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Biotechnology too important to leave to experts


Biotechnology decisions too important to leave to experts – Sir Paul Reeves

Decisions about biotechnology are too important to be left solely to government, business or science. Sir Paul Reeves, Chair of Toi te Taiao: the Bioethics Council said today.

Sir Paul was launching the Council’s first nationwide public dialogue - on the use of human genes in other organisms. In the keynote speech in Dunedin to the New Zealand Bioethics Conference (hosted by the Bioethics Centre at the University of Otago) Sir Paul said New Zealand needed a better way than the GM debate to discuss the cultural, ethical and spiritual issues that arise from the rapid development of biotechnologies.

“The Royal Commission did a great job in very difficult circumstances, but I don’t think we want to have a Royal Commission every time a new technology presents critical ethical questions and I don’t think anyone really benefits from a shouting match.

“The Bioethics Council was set up to help New Zealanders have these crucial discussions in a way that enables us hear others’ viewpoints as we make up our own minds about very difficult questions.

“Some of these questions go to the heart of what it is to be human and where we draw a line between what is possible, and what as a nation we believe is right.”

The national dialogue on human genes will run until the end of April and will feature a series of face-to-face dialogue events and hui, an online forum and a submission process.

The process will be supported by a range of information and resources online at www.bioethics.org.nz and in a range of Council publications, plus by a modest national advertising campaign in newspapers, on radio and on the web, which begins tomorrow.

The Council also undertook initial focus group research on New Zealanders’ attitudes towards human genes, and commissioned essays on the topic from a wide range of interested parties.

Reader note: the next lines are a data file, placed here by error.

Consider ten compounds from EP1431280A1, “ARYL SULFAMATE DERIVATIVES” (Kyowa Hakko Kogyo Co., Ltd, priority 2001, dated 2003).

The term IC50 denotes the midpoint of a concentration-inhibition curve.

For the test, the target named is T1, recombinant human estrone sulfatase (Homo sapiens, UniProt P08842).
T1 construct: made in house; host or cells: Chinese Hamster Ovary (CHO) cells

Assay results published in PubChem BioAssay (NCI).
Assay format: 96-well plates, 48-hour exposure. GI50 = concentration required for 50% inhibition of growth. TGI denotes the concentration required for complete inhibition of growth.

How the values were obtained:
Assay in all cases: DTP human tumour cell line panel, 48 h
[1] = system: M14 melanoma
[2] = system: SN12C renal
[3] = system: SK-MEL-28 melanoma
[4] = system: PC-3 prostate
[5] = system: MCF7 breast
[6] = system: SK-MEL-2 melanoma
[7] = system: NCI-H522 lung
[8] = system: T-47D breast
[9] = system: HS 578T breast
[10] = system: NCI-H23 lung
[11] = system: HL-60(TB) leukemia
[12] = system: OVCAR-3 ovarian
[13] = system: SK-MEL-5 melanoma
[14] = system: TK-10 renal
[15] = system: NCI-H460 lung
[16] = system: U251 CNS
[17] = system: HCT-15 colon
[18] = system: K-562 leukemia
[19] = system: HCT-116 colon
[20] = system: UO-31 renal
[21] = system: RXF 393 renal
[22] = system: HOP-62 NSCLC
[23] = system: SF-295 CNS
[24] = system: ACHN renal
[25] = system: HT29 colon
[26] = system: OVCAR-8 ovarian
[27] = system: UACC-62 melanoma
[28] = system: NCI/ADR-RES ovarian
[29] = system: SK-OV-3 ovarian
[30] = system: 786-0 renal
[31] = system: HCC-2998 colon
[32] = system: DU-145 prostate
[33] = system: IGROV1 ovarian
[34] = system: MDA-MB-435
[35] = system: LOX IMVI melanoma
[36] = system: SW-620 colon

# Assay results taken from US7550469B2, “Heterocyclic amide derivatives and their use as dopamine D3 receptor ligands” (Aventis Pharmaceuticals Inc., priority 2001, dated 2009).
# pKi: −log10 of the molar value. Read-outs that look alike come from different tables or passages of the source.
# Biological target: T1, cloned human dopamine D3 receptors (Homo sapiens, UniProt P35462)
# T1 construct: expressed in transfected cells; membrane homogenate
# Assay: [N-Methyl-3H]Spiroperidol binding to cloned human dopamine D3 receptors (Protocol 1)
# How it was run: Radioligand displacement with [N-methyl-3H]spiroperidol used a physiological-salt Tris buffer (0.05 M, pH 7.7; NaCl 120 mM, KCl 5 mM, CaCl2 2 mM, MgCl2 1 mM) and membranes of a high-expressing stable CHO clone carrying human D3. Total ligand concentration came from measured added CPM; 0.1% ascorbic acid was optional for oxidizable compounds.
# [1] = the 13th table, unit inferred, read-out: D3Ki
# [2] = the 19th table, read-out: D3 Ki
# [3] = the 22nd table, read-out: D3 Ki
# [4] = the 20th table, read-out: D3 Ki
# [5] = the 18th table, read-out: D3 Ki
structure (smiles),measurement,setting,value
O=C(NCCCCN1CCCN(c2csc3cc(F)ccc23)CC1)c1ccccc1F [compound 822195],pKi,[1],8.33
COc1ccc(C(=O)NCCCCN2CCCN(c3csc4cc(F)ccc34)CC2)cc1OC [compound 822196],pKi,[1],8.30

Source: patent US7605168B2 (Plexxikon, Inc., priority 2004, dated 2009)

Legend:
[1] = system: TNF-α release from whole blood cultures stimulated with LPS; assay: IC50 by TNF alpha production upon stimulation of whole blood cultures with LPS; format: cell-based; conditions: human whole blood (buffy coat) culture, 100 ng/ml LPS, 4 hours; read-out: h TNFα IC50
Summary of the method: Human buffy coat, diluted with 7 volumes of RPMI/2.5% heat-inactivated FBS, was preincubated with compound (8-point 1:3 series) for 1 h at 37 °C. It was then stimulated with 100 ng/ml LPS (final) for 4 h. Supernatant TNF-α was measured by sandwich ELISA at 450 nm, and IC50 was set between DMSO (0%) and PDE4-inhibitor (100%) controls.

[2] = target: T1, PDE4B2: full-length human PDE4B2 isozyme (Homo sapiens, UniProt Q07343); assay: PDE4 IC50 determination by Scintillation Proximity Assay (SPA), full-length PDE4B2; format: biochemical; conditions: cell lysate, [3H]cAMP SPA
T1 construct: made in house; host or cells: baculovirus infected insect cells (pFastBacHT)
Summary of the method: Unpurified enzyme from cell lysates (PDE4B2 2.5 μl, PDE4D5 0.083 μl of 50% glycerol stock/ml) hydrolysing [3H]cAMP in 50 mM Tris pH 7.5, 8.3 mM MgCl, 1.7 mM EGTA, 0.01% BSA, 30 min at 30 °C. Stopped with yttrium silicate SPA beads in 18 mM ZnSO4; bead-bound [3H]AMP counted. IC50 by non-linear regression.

Sir Paul said the Council had chosen human genes in other organisms for its first dialogue because it is an area of biotechnology that is developing quickly both internationally and locally and which raised some basic questions common to many biotechnologies.

“ERMA, for instance, recently had an application for research involving the use of human genes in cattle. It is also a technology which is currently used to produce most of the insulin used by diabetics in New Zealand and around the world.”

Sir Paul said the dialogue would be different from the consultation model most people were familiar with through government.

“Consultation is usually about whether a specific proposal should go ahead and the public is asked to respond to fairly tightly defined questions. In this case we are asking people to consider some fairly broad and fundamental questions and to think about whether, when, how and for what purposes it is acceptable to transfer genes found in humans into organisms where they do not naturally occur.

“We are therefore trying to foster a much more open debate about the issues - to get New Zealanders talking to each other as well as talking to the Council – rather than getting the ‘right’ answers to specific questions.”

The main outcome of the dialogue will be advice to the Government on the cultural, ethical and spiritual issues surrounding the use of human genes in other organisms. The Council reports to the Government through the Minister for the Environment, but has a high degree of independence, including setting its own work programme and priorities.

“While the report to Government can be seen as the main outcome, it’s also important to note that the dialogue is an aim in itself,” said Sir Paul. “Our job is to provide the information and the forum for ordinary New Zealanders to think about and discuss these issues and to make sure that government takes New Zealanders’ views into account when it makes decisions about how these technologies are regulated.